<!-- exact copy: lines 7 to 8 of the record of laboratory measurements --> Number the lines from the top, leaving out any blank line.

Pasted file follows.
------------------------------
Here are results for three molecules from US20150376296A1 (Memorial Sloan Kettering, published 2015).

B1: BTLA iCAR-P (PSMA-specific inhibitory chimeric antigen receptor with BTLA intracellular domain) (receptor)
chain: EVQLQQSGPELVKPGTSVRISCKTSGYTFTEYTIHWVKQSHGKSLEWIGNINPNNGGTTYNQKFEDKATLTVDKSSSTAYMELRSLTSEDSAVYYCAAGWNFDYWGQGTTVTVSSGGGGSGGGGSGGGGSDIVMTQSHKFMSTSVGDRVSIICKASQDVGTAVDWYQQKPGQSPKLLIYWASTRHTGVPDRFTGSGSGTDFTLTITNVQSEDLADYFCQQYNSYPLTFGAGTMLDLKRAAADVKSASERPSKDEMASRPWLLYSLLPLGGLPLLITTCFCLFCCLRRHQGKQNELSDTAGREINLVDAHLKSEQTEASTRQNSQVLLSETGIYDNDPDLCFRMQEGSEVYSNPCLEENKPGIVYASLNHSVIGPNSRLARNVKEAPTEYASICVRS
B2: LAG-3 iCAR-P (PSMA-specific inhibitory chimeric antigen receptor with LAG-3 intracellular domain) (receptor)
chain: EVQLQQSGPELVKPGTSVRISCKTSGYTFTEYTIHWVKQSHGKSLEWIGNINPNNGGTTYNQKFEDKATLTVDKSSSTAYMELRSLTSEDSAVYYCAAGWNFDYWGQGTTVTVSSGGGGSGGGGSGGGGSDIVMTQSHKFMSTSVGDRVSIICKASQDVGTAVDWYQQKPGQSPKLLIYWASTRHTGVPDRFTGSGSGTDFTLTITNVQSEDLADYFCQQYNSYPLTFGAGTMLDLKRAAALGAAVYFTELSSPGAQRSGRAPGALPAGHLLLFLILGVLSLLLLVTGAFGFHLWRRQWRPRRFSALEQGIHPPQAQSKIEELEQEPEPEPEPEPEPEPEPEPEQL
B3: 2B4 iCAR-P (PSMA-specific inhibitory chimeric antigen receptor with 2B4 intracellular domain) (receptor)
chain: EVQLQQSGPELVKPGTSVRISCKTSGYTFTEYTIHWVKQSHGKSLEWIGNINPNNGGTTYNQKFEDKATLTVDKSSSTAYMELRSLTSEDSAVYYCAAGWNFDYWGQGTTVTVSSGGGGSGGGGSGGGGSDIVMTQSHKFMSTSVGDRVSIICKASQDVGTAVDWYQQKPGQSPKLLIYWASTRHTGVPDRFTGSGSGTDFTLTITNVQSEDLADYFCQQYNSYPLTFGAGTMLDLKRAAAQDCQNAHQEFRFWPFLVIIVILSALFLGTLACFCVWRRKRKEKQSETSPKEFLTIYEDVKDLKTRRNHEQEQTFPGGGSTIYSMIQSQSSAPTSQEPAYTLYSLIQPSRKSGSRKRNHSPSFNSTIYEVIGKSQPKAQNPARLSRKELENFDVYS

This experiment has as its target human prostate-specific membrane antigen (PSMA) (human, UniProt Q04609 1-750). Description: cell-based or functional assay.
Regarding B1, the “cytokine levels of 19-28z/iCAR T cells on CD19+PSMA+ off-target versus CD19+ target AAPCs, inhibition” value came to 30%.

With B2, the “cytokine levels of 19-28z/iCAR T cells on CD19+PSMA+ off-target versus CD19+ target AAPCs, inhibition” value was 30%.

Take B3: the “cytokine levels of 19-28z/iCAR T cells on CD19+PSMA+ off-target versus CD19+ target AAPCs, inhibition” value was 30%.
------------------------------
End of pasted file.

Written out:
chain: EVQLQQSGPELVKPGTSVRISCKTSGYTFTEYTIHWVKQSHGKSLEWIGNINPNNGGTTYNQKFEDKATLTVDKSSSTAYMELRSLTSEDSAVYYCAAGWNFDYWGQGTTVTVSSGGGGSGGGGSGGGGSDIVMTQSHKFMSTSVGDRVSIICKASQDVGTAVDWYQQKPGQSPKLLIYWASTRHTGVPDRFTGSGSGTDFTLTITNVQSEDLADYFCQQYNSYPLTFGAGTMLDLKRAAAQDCQNAHQEFRFWPFLVIIVILSALFLGTLACFCVWRRKRKEKQSETSPKEFLTIYEDVKDLKTRRNHEQEQTFPGGGSTIYSMIQSQSSAPTSQEPAYTLYSLIQPSRKSGSRKRNHSPSFNSTIYEVIGKSQPKAQNPARLSRKELENFDVYS

This experiment has as its target human prostate-specific membrane antigen (PSMA) (human, UniProt Q04609 1-750). Description: cell-based or functional assay.